The Nigerian Employers’ Consultative Association (NECA) has called on the Federal Government to fund the Industrial Training Fund (ITF) to enable it fulfil its mandate of empowering Nigerians.
Noting that the government has not fully utilised the enormous capacity of ITF, NECA argued that the fund could not survive only on contributions from the private sector to train Nigerians to acquire skills.
NECA’s Director-General Segun Oshinowo made this appeal at an interactive session with the organised private sector (OPS), on the challenges of the interpretation of the ITF Amendment Act 2011, in Lagos.
Oshinowo said the government must finance the scheme to broaden its capacity given the expertise it has acquired over the years to train more Nigerians.
“Government cannot just say private sector contribution should be utilised for training public sector manpower, it can’t work. Funding must come with capacity, there is a huge gap there for an institution that have come a long way that has built expertise, that has experience, all it requires is further contribution from government.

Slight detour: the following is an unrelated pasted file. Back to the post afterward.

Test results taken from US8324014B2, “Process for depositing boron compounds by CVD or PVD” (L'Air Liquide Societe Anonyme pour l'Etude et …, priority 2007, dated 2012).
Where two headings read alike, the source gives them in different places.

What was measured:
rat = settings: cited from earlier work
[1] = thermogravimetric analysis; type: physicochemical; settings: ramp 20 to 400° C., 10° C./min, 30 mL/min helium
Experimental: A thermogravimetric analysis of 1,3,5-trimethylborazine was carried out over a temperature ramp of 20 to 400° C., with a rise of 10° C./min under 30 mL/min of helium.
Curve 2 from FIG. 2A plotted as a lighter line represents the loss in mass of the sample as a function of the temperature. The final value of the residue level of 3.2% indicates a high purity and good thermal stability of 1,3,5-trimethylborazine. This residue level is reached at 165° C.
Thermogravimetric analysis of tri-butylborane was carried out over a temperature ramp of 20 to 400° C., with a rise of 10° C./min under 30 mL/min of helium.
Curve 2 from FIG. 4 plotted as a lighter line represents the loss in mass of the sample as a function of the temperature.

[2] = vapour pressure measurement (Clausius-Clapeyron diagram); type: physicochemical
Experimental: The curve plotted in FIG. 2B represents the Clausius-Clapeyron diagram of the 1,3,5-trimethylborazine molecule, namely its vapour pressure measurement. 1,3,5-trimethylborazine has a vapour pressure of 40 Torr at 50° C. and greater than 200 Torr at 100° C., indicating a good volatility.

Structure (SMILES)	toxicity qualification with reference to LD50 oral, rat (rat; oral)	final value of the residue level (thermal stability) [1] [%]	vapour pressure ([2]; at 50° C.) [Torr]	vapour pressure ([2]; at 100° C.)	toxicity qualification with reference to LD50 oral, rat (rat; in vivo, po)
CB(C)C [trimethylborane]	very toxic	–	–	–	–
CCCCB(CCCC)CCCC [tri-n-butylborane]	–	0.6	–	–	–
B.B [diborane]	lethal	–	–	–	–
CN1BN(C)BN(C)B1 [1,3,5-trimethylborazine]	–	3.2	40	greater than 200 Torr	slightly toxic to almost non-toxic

“Funds coming from the private sector cannot be enough and the demand on ITF based on what stakeholders know in terms of its capability is enormous, and there is nowhere we would be able to respond to them if there are no other sources of fund,” he said.
Among other issues raised at the meeting, Oshinowo said NECA would set up a committee with ITF to look at some of the issues as regards payroll contribution and come up with a definition to sum the basis of the collection to be taken from employers.
On his part, the Director-General of ITF, Joseph Ari, called for effective collaboration towards improving the trainings and skills that could be exported to earn the country Foreign Direct Investments (FDIs).
While ensuring that reimbursement of claims is not delayed, he said the scheme in 2017 paid over N2billion to over 1,000 companies.
To bridge the skill gap, Ari said ITF will assist employers of labour to serve as a compass as well as continue to play its role in building the capacity of the Nigerian workforce.
“There is a need work together to harmonise the issues of training and skills, where with the huge population of Nigeria, skills could be exported to earn FDIs. Imagine a population without skills leading to negative vices witnessed in the country today. Time has come for all of us to really join force to improve on trainings and skills of Nigerians,” Ari said.